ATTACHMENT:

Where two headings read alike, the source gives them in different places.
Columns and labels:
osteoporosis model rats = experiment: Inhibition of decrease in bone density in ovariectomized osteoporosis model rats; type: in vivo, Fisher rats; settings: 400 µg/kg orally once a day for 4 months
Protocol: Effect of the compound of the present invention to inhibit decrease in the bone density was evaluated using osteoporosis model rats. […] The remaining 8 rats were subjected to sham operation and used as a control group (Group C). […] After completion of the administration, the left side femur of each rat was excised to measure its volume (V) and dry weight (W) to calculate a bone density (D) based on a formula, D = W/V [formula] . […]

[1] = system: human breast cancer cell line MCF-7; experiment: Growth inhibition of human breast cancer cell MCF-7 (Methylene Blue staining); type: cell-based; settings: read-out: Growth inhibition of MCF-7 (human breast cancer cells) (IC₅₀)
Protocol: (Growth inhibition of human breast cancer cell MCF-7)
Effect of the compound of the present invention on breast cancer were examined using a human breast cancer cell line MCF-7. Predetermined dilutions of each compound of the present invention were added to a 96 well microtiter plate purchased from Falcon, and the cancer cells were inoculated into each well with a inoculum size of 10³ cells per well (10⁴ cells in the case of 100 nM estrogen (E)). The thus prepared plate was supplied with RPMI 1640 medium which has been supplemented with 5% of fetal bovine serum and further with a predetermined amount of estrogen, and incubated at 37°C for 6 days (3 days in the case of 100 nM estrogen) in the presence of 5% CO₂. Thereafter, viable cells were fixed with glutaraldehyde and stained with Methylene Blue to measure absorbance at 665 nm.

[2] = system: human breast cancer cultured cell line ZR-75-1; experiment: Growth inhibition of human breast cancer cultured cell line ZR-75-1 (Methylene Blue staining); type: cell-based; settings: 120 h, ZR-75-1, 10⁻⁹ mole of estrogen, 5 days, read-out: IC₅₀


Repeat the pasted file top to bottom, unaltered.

Where two headings read alike, the source gives them in different places.
Columns and labels:
osteoporosis model rats = experiment: Inhibition of decrease in bone density in ovariectomized osteoporosis model rats; type: in vivo, Fisher rats; settings: 400 µg/kg orally once a day for 4 months
Protocol: Effect of the compound of the present invention to inhibit decrease in the bone density was evaluated using osteoporosis model rats. […] The remaining 8 rats were subjected to sham operation and used as a control group (Group C). […] After completion of the administration, the left side femur of each rat was excised to measure its volume (V) and dry weight (W) to calculate a bone density (D) based on a formula, D = W/V [formula] . […]

[1] = system: human breast cancer cell line MCF-7; experiment: Growth inhibition of human breast cancer cell MCF-7 (Methylene Blue staining); type: cell-based; settings: read-out: Growth inhibition of MCF-7 (human breast cancer cells) (IC₅₀)
Protocol: (Growth inhibition of human breast cancer cell MCF-7)
Effect of the compound of the present invention on breast cancer were examined using a human breast cancer cell line MCF-7. Predetermined dilutions of each compound of the present invention were added to a 96 well microtiter plate purchased from Falcon, and the cancer cells were inoculated into each well with a inoculum size of 10³ cells per well (10⁴ cells in the case of 100 nM estrogen (E)). The thus prepared plate was supplied with RPMI 1640 medium which has been supplemented with 5% of fetal bovine serum and further with a predetermined amount of estrogen, and incubated at 37°C for 6 days (3 days in the case of 100 nM estrogen) in the presence of 5% CO₂. Thereafter, viable cells were fixed with glutaraldehyde and stained with Methylene Blue to measure absorbance at 665 nm.

[2] = system: human breast cancer cultured cell line ZR-75-1; experiment: Growth inhibition of human breast cancer cultured cell line ZR-75-1 (Methylene Blue staining); type: cell-based; settings: 120 h, ZR-75-1, 10⁻⁹ mole of estrogen, 5 days, read-out: IC₅₀